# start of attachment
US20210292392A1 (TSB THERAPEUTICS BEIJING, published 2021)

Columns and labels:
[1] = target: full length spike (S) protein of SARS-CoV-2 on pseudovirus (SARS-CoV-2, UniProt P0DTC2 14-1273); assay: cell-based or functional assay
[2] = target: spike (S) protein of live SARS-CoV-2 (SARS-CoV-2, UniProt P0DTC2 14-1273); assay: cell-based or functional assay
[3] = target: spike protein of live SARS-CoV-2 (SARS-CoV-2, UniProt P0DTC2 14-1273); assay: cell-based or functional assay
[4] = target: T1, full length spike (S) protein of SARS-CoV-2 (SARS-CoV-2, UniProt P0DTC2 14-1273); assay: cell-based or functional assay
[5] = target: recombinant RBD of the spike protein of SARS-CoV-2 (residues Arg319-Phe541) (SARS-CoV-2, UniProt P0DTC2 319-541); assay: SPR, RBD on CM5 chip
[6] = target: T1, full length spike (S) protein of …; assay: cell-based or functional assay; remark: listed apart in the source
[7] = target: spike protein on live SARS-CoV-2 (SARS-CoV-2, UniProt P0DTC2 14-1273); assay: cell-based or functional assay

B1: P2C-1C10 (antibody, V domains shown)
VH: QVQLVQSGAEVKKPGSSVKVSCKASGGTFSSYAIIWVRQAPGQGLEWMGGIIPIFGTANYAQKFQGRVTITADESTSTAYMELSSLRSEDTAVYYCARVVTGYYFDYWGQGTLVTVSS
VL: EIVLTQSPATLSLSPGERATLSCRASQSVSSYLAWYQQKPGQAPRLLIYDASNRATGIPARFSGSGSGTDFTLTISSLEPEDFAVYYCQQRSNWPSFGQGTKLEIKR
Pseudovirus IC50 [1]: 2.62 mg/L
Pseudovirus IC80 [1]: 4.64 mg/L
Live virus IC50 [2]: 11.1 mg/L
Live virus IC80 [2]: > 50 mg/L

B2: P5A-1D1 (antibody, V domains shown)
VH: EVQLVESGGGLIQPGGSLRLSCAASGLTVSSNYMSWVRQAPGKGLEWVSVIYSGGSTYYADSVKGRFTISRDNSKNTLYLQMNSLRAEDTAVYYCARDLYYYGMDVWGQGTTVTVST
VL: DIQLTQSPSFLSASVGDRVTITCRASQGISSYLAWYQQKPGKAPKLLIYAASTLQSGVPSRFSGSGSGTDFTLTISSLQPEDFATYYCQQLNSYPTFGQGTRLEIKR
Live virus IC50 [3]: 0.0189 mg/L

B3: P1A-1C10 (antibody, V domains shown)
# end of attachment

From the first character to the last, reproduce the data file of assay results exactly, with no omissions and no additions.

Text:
US20210292392A1 (TSB THERAPEUTICS BEIJING, published 2021)

Columns and labels:
[1] = target: full length spike (S) protein of SARS-CoV-2 on pseudovirus (SARS-CoV-2, UniProt P0DTC2 14-1273); assay: cell-based or functional assay
[2] = target: spike (S) protein of live SARS-CoV-2 (SARS-CoV-2, UniProt P0DTC2 14-1273); assay: cell-based or functional assay
[3] = target: spike protein of live SARS-CoV-2 (SARS-CoV-2, UniProt P0DTC2 14-1273); assay: cell-based or functional assay
[4] = target: T1, full length spike (S) protein of SARS-CoV-2 (SARS-CoV-2, UniProt P0DTC2 14-1273); assay: cell-based or functional assay
[5] = target: recombinant RBD of the spike protein of SARS-CoV-2 (residues Arg319-Phe541) (SARS-CoV-2, UniProt P0DTC2 319-541); assay: SPR, RBD on CM5 chip
[6] = target: T1, full length spike (S) protein of …; assay: cell-based or functional assay; remark: listed apart in the source
[7] = target: spike protein on live SARS-CoV-2 (SARS-CoV-2, UniProt P0DTC2 14-1273); assay: cell-based or functional assay

B1: P2C-1C10 (antibody, V domains shown)
VH: QVQLVQSGAEVKKPGSSVKVSCKASGGTFSSYAIIWVRQAPGQGLEWMGGIIPIFGTANYAQKFQGRVTITADESTSTAYMELSSLRSEDTAVYYCARVVTGYYFDYWGQGTLVTVSS
VL: EIVLTQSPATLSLSPGERATLSCRASQSVSSYLAWYQQKPGQAPRLLIYDASNRATGIPARFSGSGSGTDFTLTISSLEPEDFAVYYCQQRSNWPSFGQGTKLEIKR
Pseudovirus IC50 [1]: 2.62 mg/L
Pseudovirus IC80 [1]: 4.64 mg/L
Live virus IC50 [2]: 11.1 mg/L
Live virus IC80 [2]: > 50 mg/L

B2: P5A-1D1 (antibody, V domains shown)
VH: EVQLVESGGGLIQPGGSLRLSCAASGLTVSSNYMSWVRQAPGKGLEWVSVIYSGGSTYYADSVKGRFTISRDNSKNTLYLQMNSLRAEDTAVYYCARDLYYYGMDVWGQGTTVTVST
VL: DIQLTQSPSFLSASVGDRVTITCRASQGISSYLAWYQQKPGKAPKLLIYAASTLQSGVPSRFSGSGSGTDFTLTISSLQPEDFATYYCQQLNSYPTFGQGTRLEIKR
Live virus IC50 [3]: 0.0189 mg/L

B3: P1A-1C10 (antibody, V domains shown)